London Spitfire 2-1
London Spitfire have proven that a map and match can be won by the tanks, and Gesture is starting to prove that there may just be someone better than Fissure. London goes up on the match two maps to zero, but no team has been reverse swept more (in)famously than the Spitfire thus far. Going into the half, the Spitfire were flying high, but their resolve would need to hold if they hoped to pull out the upset and go into Friday’s matches with the one-match lead.
Map Three – King’s Row
Again, no subs were made here. King’s Row had been another issue for London throughout the season, but they had looked hot so far through two maps.
London’s attack looked lethargic and uncoordinated in the first map after half-time. Los Angeles were able to hold the Spitfire to only one tick on point A. This looked like it would be a quick map victory for the Valiant.
Los Angeles took their time on attack, knowing they only needed to win one fight. The Spitfire’s defense held well, but after a well-timed layering of ults for the Valiant, this map was over. Agilities comboed his Genji Dragonblade ultimate with Kariv’s Ana Nano Boost, and the rest was history.
Los Angeles Valiant 1-0
Los Angeles knew what they were doing coming out of the half, pushing London onto another unfavorable map. We finally had ourselves a match as the Valiant cut the Spitfire’s lead in half with a victory on King’s Row.
Map Four – Hanamura
London and LA came into this match knowing who and how they wanted to play. Yet again, no subs were made.
London’s attack began after about 2 minutes of dancing around without attempting to touch the point. LA took a weird tactic and allowed Bdosin to get a full tick unopposed, a strategy that proved their downfall as the Spitfire quickly turned that into a full point A capture. London’s Point B attack was atrocious, however – their ult economy was terrible, and they consistently used almost everything to get absolutely nothing in return. Momentum remained in the Valiant’s favour.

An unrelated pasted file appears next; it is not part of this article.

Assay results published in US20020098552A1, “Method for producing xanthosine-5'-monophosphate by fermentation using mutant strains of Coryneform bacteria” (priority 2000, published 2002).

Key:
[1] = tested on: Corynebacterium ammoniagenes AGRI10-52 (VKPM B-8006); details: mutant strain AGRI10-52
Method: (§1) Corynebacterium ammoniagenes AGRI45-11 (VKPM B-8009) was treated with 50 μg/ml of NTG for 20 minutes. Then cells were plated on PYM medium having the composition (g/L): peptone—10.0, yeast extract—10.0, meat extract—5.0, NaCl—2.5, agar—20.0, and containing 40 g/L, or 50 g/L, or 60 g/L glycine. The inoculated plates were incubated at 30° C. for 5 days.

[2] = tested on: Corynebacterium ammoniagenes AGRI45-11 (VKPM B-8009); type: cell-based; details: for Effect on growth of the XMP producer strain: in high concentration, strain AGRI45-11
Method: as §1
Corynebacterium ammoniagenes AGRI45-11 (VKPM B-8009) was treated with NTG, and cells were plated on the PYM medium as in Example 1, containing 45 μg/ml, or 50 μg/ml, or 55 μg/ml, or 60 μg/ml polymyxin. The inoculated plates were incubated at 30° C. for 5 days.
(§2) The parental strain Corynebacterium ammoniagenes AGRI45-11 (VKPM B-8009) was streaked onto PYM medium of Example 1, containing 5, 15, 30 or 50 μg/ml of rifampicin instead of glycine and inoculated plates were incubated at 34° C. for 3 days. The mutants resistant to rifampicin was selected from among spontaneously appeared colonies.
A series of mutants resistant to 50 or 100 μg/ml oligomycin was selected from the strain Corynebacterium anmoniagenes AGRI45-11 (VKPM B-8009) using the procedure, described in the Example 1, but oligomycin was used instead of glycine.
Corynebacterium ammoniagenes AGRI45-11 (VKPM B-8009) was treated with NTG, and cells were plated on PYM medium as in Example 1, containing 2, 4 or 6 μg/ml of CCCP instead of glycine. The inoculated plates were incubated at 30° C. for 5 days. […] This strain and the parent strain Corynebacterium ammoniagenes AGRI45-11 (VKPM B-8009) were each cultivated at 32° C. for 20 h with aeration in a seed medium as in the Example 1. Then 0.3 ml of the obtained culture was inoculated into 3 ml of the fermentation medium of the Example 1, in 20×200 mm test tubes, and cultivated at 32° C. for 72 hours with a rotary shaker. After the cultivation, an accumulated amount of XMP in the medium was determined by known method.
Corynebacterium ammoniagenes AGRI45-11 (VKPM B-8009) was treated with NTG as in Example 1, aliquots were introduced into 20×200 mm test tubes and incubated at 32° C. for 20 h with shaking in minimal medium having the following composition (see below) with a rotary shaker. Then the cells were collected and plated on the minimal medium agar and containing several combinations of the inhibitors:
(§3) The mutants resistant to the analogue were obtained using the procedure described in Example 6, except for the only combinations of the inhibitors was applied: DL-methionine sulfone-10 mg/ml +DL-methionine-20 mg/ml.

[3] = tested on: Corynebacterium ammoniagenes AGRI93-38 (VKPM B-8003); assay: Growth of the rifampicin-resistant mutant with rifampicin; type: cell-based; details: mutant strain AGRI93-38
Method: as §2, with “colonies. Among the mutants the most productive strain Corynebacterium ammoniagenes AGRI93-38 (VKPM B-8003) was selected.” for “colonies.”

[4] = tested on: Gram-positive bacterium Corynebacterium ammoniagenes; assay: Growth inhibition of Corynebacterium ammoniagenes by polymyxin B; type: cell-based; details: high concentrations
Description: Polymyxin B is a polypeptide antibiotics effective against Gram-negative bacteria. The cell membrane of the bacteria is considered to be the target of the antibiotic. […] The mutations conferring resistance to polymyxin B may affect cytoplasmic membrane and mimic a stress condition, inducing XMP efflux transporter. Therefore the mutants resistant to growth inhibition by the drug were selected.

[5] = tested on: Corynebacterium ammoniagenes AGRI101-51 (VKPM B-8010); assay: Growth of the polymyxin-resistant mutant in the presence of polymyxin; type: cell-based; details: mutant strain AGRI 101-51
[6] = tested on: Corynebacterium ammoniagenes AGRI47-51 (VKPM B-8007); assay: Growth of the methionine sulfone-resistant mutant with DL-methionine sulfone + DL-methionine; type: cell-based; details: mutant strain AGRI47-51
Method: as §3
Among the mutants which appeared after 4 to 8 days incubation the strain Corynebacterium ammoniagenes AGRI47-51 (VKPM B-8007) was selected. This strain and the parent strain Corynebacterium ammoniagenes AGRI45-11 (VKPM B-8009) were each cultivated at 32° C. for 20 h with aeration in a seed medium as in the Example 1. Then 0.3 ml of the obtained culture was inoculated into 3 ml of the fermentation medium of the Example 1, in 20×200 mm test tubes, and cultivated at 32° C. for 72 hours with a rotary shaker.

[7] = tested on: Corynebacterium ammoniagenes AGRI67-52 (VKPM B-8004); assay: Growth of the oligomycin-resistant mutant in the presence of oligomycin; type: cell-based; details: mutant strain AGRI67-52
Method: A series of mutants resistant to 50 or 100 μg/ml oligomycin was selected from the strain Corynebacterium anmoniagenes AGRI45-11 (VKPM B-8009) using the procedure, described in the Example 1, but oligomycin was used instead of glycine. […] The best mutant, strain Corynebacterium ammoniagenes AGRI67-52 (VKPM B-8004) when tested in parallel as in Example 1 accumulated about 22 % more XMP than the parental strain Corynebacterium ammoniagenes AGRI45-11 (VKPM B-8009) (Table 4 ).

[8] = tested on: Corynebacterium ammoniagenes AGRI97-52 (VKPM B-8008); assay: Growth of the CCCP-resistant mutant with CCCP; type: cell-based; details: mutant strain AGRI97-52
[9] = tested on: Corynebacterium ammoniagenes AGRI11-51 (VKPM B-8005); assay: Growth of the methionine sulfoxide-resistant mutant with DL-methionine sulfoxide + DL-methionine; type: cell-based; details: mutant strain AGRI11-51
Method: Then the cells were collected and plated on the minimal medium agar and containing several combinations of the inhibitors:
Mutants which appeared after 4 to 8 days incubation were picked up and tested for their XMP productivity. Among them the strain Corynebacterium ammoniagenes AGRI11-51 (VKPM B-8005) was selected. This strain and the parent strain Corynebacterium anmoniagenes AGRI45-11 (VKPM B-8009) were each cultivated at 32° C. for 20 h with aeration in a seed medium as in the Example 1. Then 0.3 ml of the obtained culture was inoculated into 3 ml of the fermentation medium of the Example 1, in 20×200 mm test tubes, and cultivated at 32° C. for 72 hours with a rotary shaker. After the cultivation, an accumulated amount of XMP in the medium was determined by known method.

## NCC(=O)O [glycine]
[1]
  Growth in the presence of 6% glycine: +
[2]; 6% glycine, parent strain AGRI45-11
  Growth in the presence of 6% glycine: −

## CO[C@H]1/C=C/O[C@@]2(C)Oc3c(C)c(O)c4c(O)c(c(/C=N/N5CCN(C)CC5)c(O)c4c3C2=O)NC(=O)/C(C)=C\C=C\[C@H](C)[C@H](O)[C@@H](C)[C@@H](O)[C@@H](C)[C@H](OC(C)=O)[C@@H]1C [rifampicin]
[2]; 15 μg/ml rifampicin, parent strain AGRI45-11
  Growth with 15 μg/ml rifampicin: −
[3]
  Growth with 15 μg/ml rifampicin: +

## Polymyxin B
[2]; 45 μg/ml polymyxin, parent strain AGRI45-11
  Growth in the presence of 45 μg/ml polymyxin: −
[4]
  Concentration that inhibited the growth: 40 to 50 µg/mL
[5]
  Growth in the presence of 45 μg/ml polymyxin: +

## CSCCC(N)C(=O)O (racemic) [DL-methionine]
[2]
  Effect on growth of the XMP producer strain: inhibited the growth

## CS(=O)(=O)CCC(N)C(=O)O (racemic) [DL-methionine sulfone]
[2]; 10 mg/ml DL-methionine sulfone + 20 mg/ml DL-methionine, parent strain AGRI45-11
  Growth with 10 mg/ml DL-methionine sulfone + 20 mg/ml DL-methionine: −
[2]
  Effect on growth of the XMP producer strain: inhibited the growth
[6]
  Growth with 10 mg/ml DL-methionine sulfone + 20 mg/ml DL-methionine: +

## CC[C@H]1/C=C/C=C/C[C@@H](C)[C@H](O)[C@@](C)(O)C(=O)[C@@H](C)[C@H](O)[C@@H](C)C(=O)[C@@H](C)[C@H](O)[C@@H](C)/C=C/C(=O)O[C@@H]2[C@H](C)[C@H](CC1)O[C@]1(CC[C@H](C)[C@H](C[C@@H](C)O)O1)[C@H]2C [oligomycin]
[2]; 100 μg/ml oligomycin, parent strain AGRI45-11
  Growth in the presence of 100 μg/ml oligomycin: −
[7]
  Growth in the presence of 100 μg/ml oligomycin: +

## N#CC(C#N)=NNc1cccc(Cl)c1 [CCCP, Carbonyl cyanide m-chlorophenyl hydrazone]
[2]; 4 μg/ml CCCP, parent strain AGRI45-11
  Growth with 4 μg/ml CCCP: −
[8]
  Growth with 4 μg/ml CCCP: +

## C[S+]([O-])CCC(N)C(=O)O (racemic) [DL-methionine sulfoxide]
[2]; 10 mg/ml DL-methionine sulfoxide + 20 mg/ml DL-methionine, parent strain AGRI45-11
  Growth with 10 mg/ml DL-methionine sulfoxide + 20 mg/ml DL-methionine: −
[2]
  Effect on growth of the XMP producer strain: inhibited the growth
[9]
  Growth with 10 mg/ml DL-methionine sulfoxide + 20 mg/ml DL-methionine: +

So, after a lackluster attack, and a pretty poor defense of point A, London realized that the Single Support Strategy ought to be relegated to Platinum- or lower-ranked games. The team composition change proved effective, and coupled with a Valiant attack that was the Overwatch equivalent of bashing one’s head against a brick wall and expecting it to crumble, the Spitfire held for a draw.
London Spitfire 1-1 LA Valiant
London’s ability to adapt is one of the best in the league…when done correctly. Nus’s adjustment to Ana and Bdosin’s switch to Zenyatta were the deciding factors that allowed the Spitfire to grind out a draw after a lackluster attack.
Map Five – Dorado
London began their attack looking good, but not great. Things changed quickly, and they were able to steamroll through the map to grab every point with 2 minutes left in their time bank. Utilizing a dual sniper and triple tank composition to apply constant pressure to the hometown boys, the Spitfire effectively transitioned into a new composition and were able to overcome their slow start in the push to point A.
LA, on the other hand, couldn’t seem to get any momentum going in their attack. They were able to take two points, but the second one was after a long Overtime fight, and London seemingly let them have it to gain time and Ultimates.
London Spitfire 3-2
Map Five was almost no contest. The match was a fast give and take throughout, but this map saw London silence the crowd and absolutely roll the Valiant. The last point on map Four, then map Five showed that London was the better team. Their ability to adjust and exploit weaknesses trumped the high damage output of the Valiant’s DPS players every time.
Overall Match: London Spitfire 3-1 Los Angeles Valiant
While the DPS players often capture the spotlight, the tank duo of Gesture/Fury has been possibly the best in the OWL throughout the season, and they have stepped up big time so far in the playoffs. Birdring can take over in situations where his team is in need, but Gesture is always a strong presence whether diving the enemy backline or beating back a dive on his own. This dude proves that no, London does not regret letting Fissure go.